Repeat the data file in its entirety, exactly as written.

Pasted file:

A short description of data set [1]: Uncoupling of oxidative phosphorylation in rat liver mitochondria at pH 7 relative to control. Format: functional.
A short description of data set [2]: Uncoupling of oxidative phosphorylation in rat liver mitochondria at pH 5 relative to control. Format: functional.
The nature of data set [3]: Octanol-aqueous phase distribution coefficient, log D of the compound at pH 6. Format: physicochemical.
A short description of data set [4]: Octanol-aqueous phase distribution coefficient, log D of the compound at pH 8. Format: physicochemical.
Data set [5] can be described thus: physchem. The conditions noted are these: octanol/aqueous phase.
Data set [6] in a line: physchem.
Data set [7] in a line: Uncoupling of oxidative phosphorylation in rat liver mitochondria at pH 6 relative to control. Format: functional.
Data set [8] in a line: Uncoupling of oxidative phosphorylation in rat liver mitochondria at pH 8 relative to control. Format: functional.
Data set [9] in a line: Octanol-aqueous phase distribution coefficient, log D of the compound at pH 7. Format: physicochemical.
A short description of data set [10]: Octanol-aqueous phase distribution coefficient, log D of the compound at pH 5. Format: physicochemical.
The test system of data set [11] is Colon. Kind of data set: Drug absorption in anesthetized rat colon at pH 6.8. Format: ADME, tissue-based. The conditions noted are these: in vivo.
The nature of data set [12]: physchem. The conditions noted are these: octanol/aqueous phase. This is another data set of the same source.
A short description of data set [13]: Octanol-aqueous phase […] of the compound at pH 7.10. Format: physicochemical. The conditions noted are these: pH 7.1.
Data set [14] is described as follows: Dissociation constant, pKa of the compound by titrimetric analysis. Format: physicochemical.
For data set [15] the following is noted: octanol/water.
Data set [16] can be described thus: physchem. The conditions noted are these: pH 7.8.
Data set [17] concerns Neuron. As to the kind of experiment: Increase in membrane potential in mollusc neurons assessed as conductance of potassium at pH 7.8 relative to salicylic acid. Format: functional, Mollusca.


A short description of data set [1]: Uncoupling of oxidative phosphorylation in rat liver mitochondria at pH 7 relative to control. Format: functional.
A short description of data set [2]: Uncoupling of oxidative phosphorylation in rat liver mitochondria at pH 5 relative to control. Format: functional.
The nature of data set [3]: Octanol-aqueous phase distribution coefficient, log D of the compound at pH 6. Format: physicochemical.
A short description of data set [4]: Octanol-aqueous phase distribution coefficient, log D of the compound at pH 8. Format: physicochemical.
Data set [5] can be described thus: physchem. The conditions noted are these: octanol/aqueous phase.
Data set [6] in a line: physchem.
Data set [7] in a line: Uncoupling of oxidative phosphorylation in rat liver mitochondria at pH 6 relative to control. Format: functional.
Data set [8] in a line: Uncoupling of oxidative phosphorylation in rat liver mitochondria at pH 8 relative to control. Format: functional.
Data set [9] in a line: Octanol-aqueous phase distribution coefficient, log D of the compound at pH 7. Format: physicochemical.
A short description of data set [10]: Octanol-aqueous phase distribution coefficient, log D of the compound at pH 5. Format: physicochemical.
The test system of data set [11] is Colon. Kind of data set: Drug absorption in anesthetized rat colon at pH 6.8. Format: ADME, tissue-based. The conditions noted are these: in vivo.
The nature of data set [12]: physchem. The conditions noted are these: octanol/aqueous phase. This is another data set of the same source.
A short description of data set [13]: Octanol-aqueous phase […] of the compound at pH 7.10. Format: physicochemical. The conditions noted are these: pH 7.1.
Data set [14] is described as follows: Dissociation constant, pKa of the compound by titrimetric analysis. Format: physicochemical.
For data set [15] the following is noted: octanol/water.
Data set [16] can be described thus: physchem. The conditions noted are these: pH 7.8.
Data set [17] concerns Neuron. As to the kind of experiment: Increase in membrane potential in mollusc neurons assessed as conductance of potassium at pH 7.8 relative to salicylic acid. Format: functional, Mollusca.